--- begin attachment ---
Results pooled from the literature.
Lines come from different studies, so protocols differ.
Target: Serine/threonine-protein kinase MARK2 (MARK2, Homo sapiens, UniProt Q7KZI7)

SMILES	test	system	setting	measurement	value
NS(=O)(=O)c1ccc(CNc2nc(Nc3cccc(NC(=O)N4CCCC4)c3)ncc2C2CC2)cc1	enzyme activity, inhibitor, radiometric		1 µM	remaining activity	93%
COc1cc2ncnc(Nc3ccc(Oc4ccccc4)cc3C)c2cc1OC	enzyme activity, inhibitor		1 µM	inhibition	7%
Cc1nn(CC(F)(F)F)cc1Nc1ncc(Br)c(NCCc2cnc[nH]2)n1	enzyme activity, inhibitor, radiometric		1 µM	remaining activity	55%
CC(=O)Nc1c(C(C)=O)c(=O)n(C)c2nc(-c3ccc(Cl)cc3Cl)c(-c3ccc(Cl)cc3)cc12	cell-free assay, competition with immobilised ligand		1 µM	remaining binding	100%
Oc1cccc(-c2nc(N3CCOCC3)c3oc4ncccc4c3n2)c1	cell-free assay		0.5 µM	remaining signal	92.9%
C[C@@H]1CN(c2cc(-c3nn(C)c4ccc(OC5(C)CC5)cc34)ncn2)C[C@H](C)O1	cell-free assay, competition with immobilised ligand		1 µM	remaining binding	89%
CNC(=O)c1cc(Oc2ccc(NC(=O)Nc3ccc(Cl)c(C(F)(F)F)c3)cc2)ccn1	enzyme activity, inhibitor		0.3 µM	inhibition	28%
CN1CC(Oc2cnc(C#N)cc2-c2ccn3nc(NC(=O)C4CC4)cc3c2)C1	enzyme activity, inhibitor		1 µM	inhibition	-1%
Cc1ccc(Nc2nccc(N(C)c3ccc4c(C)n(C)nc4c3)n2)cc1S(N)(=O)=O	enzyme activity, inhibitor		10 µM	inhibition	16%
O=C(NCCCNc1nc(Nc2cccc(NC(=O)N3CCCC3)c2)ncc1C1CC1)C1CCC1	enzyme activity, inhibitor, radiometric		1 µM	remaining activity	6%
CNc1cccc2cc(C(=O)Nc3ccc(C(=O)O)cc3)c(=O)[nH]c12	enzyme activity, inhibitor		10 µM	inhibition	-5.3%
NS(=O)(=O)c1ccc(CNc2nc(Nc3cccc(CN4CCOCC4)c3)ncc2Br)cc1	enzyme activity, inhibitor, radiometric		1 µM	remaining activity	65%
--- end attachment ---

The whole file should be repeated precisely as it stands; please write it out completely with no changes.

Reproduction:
Results pooled from the literature.
Lines come from different studies, so protocols differ.
Target: Serine/threonine-protein kinase MARK2 (MARK2, Homo sapiens, UniProt Q7KZI7)

SMILES	test	system	setting	measurement	value
NS(=O)(=O)c1ccc(CNc2nc(Nc3cccc(NC(=O)N4CCCC4)c3)ncc2C2CC2)cc1	enzyme activity, inhibitor, radiometric		1 µM	remaining activity	93%
COc1cc2ncnc(Nc3ccc(Oc4ccccc4)cc3C)c2cc1OC	enzyme activity, inhibitor		1 µM	inhibition	7%
Cc1nn(CC(F)(F)F)cc1Nc1ncc(Br)c(NCCc2cnc[nH]2)n1	enzyme activity, inhibitor, radiometric		1 µM	remaining activity	55%
CC(=O)Nc1c(C(C)=O)c(=O)n(C)c2nc(-c3ccc(Cl)cc3Cl)c(-c3ccc(Cl)cc3)cc12	cell-free assay, competition with immobilised ligand		1 µM	remaining binding	100%
Oc1cccc(-c2nc(N3CCOCC3)c3oc4ncccc4c3n2)c1	cell-free assay		0.5 µM	remaining signal	92.9%
C[C@@H]1CN(c2cc(-c3nn(C)c4ccc(OC5(C)CC5)cc34)ncn2)C[C@H](C)O1	cell-free assay, competition with immobilised ligand		1 µM	remaining binding	89%
CNC(=O)c1cc(Oc2ccc(NC(=O)Nc3ccc(Cl)c(C(F)(F)F)c3)cc2)ccn1	enzyme activity, inhibitor		0.3 µM	inhibition	28%
CN1CC(Oc2cnc(C#N)cc2-c2ccn3nc(NC(=O)C4CC4)cc3c2)C1	enzyme activity, inhibitor		1 µM	inhibition	-1%
Cc1ccc(Nc2nccc(N(C)c3ccc4c(C)n(C)nc4c3)n2)cc1S(N)(=O)=O	enzyme activity, inhibitor		10 µM	inhibition	16%
O=C(NCCCNc1nc(Nc2cccc(NC(=O)N3CCCC3)c2)ncc1C1CC1)C1CCC1	enzyme activity, inhibitor, radiometric		1 µM	remaining activity	6%
CNc1cccc2cc(C(=O)Nc3ccc(C(=O)O)cc3)c(=O)[nH]c12	enzyme activity, inhibitor		10 µM	inhibition	-5.3%
NS(=O)(=O)c1ccc(CNc2nc(Nc3cccc(CN4CCOCC4)c3)ncc2Br)cc1	enzyme activity, inhibitor, radiometric		1 µM	remaining activity	65%